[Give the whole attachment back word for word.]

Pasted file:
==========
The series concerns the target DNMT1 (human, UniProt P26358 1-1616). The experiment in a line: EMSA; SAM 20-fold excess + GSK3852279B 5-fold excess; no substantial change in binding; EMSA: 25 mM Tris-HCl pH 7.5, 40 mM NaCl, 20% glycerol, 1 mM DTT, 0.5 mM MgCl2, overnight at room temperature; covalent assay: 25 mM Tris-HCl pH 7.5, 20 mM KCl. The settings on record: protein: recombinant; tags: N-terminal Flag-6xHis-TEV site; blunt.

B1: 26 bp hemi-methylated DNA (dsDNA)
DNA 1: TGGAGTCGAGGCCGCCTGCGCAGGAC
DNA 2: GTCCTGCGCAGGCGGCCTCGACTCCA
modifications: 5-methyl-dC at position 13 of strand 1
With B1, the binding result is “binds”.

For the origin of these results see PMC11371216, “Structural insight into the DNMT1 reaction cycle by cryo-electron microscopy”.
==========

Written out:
The series concerns the target DNMT1 (human, UniProt P26358 1-1616). The experiment in a line: EMSA; SAM 20-fold excess + GSK3852279B 5-fold excess; no substantial change in binding; EMSA: 25 mM Tris-HCl pH 7.5, 40 mM NaCl, 20% glycerol, 1 mM DTT, 0.5 mM MgCl2, overnight at room temperature; covalent assay: 25 mM Tris-HCl pH 7.5, 20 mM KCl. The settings on record: protein: recombinant; tags: N-terminal Flag-6xHis-TEV site; blunt.

B1: 26 bp hemi-methylated DNA (dsDNA)
DNA 1: TGGAGTCGAGGCCGCCTGCGCAGGAC
DNA 2: GTCCTGCGCAGGCGGCCTCGACTCCA
modifications: 5-methyl-dC at position 13 of strand 1
With B1, the binding result is “binds”.

For the origin of these results see PMC11371216, “Structural insight into the DNMT1 reaction cycle by cryo-electron microscopy”.